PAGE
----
Other techniques which could be used by Toshiba are: y Grab their attention 1. They can fight for their attention with a powerful headline that brings up emotion! Depending on their product or service, and their target market, their headlines should promise their customers one of two things: Promise to take them away from their problem or promise to bring them towards pleasure. 2. They can think about their target market, what's their state of mind? Are they more likely to take action to gain pleasure? Or to make the pain they're in go away? y To shake their confidence in what they are doing NOW!

After grabbing their attention. They will continue to pay attention to messages because they need to wonder: 1. Are they getting the best possible service or product for their money? 2. Are they doing enough? 3. Are they doing the best they can? y Building customer¶s confidence in them

Thirdly, after shaking their confidence in what they are doing, it is important to build their confidence in them. They then need to prove, the solution to their problem. o How you differ from the competition? o What are your credentials? o Do you have documented test results? o Do you have a very high percentage of satisfied customers? o Do you have professional recognition from peers within your field?

y 1. 2. 3. y

Wow customer with their services 24 hour hotline - to answer common questions Make house calls. Offer one on one service, convenient hours or pickup & delivery Address and overcome their objections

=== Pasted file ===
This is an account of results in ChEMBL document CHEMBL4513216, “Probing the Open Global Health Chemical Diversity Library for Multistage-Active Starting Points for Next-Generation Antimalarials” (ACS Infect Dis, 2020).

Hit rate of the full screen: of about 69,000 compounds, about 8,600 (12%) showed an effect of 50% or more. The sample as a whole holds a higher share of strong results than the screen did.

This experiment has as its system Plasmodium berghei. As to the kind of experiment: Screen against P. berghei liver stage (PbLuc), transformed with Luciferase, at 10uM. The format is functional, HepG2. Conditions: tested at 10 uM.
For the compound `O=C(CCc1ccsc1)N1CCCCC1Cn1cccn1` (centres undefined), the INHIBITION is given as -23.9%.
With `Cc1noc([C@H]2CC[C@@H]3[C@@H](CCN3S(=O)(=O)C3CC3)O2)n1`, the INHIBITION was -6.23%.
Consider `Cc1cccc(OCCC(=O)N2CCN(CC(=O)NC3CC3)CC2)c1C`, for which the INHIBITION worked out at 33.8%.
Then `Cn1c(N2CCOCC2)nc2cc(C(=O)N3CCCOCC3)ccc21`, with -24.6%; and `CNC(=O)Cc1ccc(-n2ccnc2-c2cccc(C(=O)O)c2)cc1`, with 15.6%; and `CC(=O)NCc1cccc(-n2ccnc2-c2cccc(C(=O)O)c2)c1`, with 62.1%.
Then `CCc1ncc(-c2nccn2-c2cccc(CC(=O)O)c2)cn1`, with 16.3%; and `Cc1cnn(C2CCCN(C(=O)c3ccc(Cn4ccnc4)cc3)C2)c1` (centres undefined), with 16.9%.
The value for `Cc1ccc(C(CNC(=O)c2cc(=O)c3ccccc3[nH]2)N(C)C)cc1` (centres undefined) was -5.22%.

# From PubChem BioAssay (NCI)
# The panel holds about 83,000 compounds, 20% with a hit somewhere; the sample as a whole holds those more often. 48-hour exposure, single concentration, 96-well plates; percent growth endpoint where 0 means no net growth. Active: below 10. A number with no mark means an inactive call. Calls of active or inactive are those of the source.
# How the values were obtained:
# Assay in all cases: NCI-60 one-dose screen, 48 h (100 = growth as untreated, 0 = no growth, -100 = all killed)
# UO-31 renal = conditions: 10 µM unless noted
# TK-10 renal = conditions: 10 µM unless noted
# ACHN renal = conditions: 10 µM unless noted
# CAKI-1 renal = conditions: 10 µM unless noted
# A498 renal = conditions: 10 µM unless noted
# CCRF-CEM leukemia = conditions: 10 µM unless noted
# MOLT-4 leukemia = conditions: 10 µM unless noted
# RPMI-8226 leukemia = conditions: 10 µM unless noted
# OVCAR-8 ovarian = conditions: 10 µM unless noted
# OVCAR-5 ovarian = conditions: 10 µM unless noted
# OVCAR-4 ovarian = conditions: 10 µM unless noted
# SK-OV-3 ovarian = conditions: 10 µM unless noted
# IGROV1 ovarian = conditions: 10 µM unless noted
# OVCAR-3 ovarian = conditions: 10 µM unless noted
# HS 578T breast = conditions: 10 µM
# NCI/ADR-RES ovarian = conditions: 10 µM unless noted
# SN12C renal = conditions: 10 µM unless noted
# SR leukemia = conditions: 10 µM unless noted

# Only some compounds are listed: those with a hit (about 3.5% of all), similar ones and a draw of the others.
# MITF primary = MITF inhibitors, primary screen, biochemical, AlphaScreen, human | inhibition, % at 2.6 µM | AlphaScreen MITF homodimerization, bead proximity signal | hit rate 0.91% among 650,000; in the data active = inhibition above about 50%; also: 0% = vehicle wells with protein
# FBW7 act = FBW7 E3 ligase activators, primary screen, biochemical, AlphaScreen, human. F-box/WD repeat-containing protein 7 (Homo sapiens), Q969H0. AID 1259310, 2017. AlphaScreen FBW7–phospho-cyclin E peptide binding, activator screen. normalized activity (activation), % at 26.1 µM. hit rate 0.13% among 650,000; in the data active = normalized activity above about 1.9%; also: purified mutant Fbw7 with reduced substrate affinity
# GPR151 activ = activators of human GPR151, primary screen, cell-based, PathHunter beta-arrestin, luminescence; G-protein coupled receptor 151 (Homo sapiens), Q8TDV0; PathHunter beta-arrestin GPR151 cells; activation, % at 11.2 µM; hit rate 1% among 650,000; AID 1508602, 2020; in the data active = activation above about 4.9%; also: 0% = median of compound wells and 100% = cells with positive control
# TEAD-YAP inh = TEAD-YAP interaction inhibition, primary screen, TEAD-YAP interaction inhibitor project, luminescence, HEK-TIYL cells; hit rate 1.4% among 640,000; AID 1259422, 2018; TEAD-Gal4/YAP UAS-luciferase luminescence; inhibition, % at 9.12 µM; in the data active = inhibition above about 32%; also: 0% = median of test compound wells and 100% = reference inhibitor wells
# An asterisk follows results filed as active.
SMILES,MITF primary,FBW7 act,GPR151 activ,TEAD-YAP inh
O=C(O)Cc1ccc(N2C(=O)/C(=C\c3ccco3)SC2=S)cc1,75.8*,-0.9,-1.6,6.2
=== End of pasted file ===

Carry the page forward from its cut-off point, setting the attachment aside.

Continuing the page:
Most often the biggest objection is the price. Toshiba with its high quality products like-laptop computer, audio-visuals etc. can confront them head-on by explaining why it's worth paying their price.
y

Can remove the obstacle of risk with their Guarantee

Most people associate the strength and the length of the guarantee with the quality of the product. It can make or break the sale, the longer they¶ll guarantee the better is the chance of making a sale. y
Make it easier to contact company

Company can provide its prospects a reason to contact them (organization) and makes it safe and easy to do. The easiest thing is to offer a FREE consultation or demonstration. This type of an offer appeals to the consumer's curiosity and at the same time minimize the risk to them.

CONCLUSION

Customer relationship management (CRM) is a widely-implemented strategy for managing a company¶s interactions with customers, clients and sales prospects. It involves using technology to organize, automate, and synchronize business processes²principally sales activities, but also those for marketing, customer service, and technical support. A touch point is defined as, all of the communication, human and physical interactions your customers experience during their relationship lifecycle with your organization. Whether an ad, Web site, sales person, store or office, Touch points are important because customers form perceptions of your organization and brand based on their cumulative experiences. Toshiba India Private Limited is a 100% subsidiary of Toshiba Corporation Japan. Toshiba Corporation, our parent company, is a world-class innovator and industry leader in three key domains: Digital Products (visual image products, including digital and flat panel TVs, DVD recorders & players, portable PCs, digital audio players, hard disk drives, mobile phones and multi-function peripherals). TOUCH POINTS USED ARE: The Internet Seasonal or special occasion gifts Work flow management etc.

REFRENCES
y y y y y y http://www.destinationcrm.com/Articles/Editorial/Magazine-Features/The-6-MostOverlooked-Customer-Touch-Points-43348.aspx http://www.ipa.co.uk/Content/TouchPoints-Site-Examples-of-TouchPoints-in-action http://onesgadget.com/search/touchpoints-used-by-toshiba/ http://incentmedia.wordpress.com/2009/10/11/what-are-the-customer-touch-points-inmobile-marketing/ http://en.wikipedia.org/wiki/Touchpoint http://www.csd.toshiba.com/cgi-bin/tais/support/jsp/home.jsp